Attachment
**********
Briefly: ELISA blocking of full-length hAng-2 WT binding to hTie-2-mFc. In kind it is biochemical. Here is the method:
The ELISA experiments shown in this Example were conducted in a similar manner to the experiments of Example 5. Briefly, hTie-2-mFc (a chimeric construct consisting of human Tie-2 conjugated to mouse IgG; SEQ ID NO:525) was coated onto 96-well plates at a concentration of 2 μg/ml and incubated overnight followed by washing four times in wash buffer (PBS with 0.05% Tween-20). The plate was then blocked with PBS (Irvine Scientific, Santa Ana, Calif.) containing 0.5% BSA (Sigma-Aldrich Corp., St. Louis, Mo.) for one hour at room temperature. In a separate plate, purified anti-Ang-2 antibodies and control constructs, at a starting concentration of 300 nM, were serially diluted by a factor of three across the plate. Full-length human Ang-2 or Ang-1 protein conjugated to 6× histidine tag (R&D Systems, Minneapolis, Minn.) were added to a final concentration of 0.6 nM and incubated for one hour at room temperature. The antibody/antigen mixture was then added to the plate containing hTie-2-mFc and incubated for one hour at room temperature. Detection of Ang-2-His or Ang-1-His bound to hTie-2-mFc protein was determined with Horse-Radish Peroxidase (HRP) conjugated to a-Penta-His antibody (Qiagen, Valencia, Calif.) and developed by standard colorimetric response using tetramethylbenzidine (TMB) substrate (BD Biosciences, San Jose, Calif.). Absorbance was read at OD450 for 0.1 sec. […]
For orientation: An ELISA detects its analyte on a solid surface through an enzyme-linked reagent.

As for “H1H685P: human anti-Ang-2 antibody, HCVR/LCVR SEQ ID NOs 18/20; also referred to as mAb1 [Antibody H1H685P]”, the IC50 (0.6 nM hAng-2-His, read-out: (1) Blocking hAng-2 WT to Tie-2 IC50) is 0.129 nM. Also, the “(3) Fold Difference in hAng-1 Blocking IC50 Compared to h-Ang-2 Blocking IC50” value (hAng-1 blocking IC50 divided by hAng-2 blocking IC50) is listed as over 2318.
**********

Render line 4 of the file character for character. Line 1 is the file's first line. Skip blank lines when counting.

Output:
As for “H1H685P: human anti-Ang-2 antibody, HCVR/LCVR SEQ ID NOs 18/20; also referred to as mAb1 [Antibody H1H685P]”, the IC50 (0.6 nM hAng-2-His, read-out: (1) Blocking hAng-2 WT to Tie-2 IC50) is 0.129 nM. Also, the “(3) Fold Difference in hAng-1 Blocking IC50 Compared to h-Ang-2 Blocking IC50” value (hAng-1 blocking IC50 divided by hAng-2 blocking IC50) is listed as over 2318.